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Before this I wasn’t particularly politically aware, as I never felt the need to be. However, when the cuts were announced I felt as if they were a personal attack on me. Through necessity I started reading up on the situation.
I saw this as a brilliant opportunity to show the world that the youth of today are aware and active people who understand what they stand for – and are willing to fight for it.
We felt as if it was something we had to resort to. The government were not listening to us when we wrote letters to MPs. And when we marched in large numbers, the media were only focusing on the criminal damage and violence.
We felt it was time to take nonviolent action that could not be distorted and warped by the press to portray us as yobs. We tried to make it absolutely clear when talking to the school and journalists that this was not an attack on the school, but on the cuts.
Initially me and my friend Tascha approached people in our year and the year above who we felt would be passionate about doing this and could be relied upon.
This group met every day, at lunch breaks and after school, to discuss ideas and plan.
We used consensus decision-making, so that every fault would be picked up.
We visited the UCL university occupation many times to get tips on how to make our occupations successful – they even had a ‘So you want to set up a occupation?’ meeting for us, and they also provided us with useful legal advice on occupations.
We had to be very careful with getting the word around without the school finding out, so we decided word of mouth would be the safest way to do it.
Probably about 80 of us stayed overnight. Our numbers were greater at the beginning, about 130, but many went out to buy food and came back to find the gate locked – though quite a few managed to climb back in over the fence.
At least half of the students in the sixth form receive EMA, and really rely on it to pay for books, travel and school trips. It is vital for those from less wealthy backgrounds – it helps with all the basic necessities.
How did your school react to the occupation?
At first the reaction was negative, as they were concerned with our safety overnight and how it would affect the school’s image. Threats were made, and they did contact some parents saying that the police would be called.
But we had an emergency meeting and we concluded that we would stand our ground and would not move until the 24 hours were over.
You might think that you’re only a kid and nobody will listen to what you say, but if enough of you shout loud enough for long enough, they won’t be able to ignore you.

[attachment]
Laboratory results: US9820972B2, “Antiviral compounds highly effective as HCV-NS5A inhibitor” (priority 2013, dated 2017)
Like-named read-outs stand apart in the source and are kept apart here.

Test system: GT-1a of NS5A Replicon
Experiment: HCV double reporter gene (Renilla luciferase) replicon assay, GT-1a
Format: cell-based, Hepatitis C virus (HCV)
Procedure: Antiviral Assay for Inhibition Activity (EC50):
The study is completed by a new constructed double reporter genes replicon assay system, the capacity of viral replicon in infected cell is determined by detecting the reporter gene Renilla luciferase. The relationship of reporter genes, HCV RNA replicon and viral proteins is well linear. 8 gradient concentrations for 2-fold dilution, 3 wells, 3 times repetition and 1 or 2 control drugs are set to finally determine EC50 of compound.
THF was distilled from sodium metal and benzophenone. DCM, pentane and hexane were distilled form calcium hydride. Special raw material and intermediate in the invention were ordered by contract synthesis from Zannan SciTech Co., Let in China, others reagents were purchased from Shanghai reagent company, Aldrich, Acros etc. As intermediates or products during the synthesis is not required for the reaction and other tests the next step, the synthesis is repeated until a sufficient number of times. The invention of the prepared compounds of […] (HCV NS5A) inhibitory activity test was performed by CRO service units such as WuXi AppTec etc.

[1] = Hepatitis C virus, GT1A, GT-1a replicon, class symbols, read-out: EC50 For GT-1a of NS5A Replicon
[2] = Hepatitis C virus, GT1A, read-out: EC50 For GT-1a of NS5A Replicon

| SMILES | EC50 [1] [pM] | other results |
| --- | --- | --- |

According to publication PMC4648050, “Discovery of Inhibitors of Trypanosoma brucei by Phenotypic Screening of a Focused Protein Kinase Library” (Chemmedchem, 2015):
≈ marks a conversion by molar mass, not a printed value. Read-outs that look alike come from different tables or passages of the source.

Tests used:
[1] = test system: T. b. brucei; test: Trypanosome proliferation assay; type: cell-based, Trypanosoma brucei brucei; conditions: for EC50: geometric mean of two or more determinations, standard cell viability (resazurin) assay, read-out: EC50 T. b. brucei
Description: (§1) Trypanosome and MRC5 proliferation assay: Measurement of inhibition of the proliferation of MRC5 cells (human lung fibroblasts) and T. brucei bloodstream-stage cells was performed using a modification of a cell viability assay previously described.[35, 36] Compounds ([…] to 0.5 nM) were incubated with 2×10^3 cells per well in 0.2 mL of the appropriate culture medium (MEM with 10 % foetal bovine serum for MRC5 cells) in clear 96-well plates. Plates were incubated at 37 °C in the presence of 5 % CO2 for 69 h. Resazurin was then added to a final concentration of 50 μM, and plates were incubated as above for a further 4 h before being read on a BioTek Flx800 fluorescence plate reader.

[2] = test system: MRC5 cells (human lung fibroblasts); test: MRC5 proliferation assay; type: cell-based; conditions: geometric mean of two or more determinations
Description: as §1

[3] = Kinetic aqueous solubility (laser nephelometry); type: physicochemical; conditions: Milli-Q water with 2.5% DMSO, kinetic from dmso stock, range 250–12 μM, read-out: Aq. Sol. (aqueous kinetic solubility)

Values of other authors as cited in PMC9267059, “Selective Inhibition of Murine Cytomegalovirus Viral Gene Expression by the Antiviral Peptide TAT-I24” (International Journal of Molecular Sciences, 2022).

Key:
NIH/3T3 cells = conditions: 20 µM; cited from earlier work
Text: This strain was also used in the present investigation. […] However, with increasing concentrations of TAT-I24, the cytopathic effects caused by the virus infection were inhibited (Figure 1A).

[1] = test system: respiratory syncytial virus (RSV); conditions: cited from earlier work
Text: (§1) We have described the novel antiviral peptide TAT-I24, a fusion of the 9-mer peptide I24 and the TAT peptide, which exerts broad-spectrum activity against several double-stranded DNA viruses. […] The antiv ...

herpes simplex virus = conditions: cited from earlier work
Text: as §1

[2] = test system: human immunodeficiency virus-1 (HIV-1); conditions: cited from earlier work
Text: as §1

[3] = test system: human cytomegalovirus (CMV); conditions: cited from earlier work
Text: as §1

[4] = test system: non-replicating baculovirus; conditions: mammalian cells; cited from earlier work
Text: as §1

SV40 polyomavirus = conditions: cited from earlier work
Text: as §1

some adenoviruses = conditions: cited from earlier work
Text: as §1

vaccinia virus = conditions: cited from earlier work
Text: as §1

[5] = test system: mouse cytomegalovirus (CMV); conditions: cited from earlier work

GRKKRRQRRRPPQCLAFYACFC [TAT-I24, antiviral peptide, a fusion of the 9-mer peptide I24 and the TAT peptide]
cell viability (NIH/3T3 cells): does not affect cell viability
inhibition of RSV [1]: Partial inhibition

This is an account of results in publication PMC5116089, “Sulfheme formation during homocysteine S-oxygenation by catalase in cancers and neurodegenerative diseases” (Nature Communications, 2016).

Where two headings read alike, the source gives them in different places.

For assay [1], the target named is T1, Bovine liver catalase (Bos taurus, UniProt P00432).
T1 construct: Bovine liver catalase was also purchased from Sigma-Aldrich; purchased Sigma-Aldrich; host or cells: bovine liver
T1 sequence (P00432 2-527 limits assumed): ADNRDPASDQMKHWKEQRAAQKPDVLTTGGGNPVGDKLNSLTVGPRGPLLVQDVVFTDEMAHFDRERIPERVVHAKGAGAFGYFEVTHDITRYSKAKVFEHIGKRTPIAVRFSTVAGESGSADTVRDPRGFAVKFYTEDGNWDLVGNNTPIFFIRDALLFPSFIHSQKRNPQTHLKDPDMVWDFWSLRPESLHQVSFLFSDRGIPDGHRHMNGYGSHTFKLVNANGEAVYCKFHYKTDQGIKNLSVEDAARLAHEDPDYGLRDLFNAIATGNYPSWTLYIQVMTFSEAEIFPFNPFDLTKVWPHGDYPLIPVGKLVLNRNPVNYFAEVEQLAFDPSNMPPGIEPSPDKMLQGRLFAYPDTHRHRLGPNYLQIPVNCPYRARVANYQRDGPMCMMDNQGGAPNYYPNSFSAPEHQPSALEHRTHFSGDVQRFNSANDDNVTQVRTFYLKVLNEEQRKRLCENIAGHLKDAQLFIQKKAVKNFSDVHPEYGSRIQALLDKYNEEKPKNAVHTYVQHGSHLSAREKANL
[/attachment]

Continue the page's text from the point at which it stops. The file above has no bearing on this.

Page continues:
Take the initiative, and go to your local anti‑cuts meeting – they can give you advice on how to protest, and will support you with whatever you choose to do.
I still haven’t given up hope. Even though the vote passed, the protests against the poll tax in the 1980s are my inspiration. After the holiday, thousands are going to come back and protest on the streets of London again against the cuts.
It has to be made clear that no action taken against us, be it kettling or police brutality, will stop us reaching our goal.
Campaign groups highlight UK complicity in Saudi Arabia's human rights abuses.
Three founders of Momentum talk to Ashish Ghadiali about the two years that have transformed their lives and the fortunes of the British left.
Andrew Smith from Campaign Against the Arms Trade gives the run-down on one of the UK's most profitable - and most deadly - industries.
The real story behind the fire in Grande Synthe’s Linière refugee camp, Dunkirk. From 'Bordered Lives – How Europe fails refugees and migrants' by Hsiao-Hung Pai
Javier Pérez De La Cruz writes about the working class Berlin neighbourhood wrung dry by gentrifiers.
Across the world, thousands of protesters are taking on the planet’s biggest fossil fuel companies. We should support them – and if we can, we should join them. By Kara Moses
Students are suffering the effects of financial instability, stress, and slashed mental health services. Mark Crawford reports.
They're not defending free speech - they're just seeking to shore up their own power, writes Ilyas Nagdee
How can the heavily-armed Israeli state claim to be victimised by one teenage activist? By Richard Seymour.
Governments are manufacturing a new 'enemy within', write Yasser Louati and Malia Bouattia
Jeremy Hunt is poised to flog the last of the NHS
Peter Roderick sounds the alarm on an 'attack on the fundamental principles of the NHS'.
Viva Siva, 1923-2018
A. Sivanandan, who died this week, was a hugely important figure in the politics of race and class. As part of our tributes, Red Pepper is republishing this 2009 profile of him by Arun Kundnani
Sivanandan: When memory forgets a giant
Daniel Renwick calls for the whole movement to discover and remember the vital work of A. Sivanandan, who died this week
A master-work of graphic satire
American Jewish cartoonist Eli Valley’s comic commentary on America, the US Jewish diaspora and Israel is nothing if not near the knuckle, Richard Kuper writes
Meet the frontline activists facing down the global mining industry
Activists are defending land, life and water from the global mining industry. Tatiana Garavito, Sebastian Ordoñez and Hannibal Rhoades investigate.
Transition or succession? Zimbabwe’s future looks uncertain
The fall of Mugabe doesn't necessarily spell freedom for the people of Zimbabwe, writes Farai Maguwu
Don’t let Corbyn’s opponents sneak onto the Labour NEC
Labour’s powerful governing body is being targeted by forces that still want to strangle Jeremy Corbyn’s leadership, writes Alex Nunns
Labour Party laws are being used to quash dissent
Richard Kuper writes that Labour's authorities are more concerned with suppressing pro-Palestine activism than with actually tackling antisemitism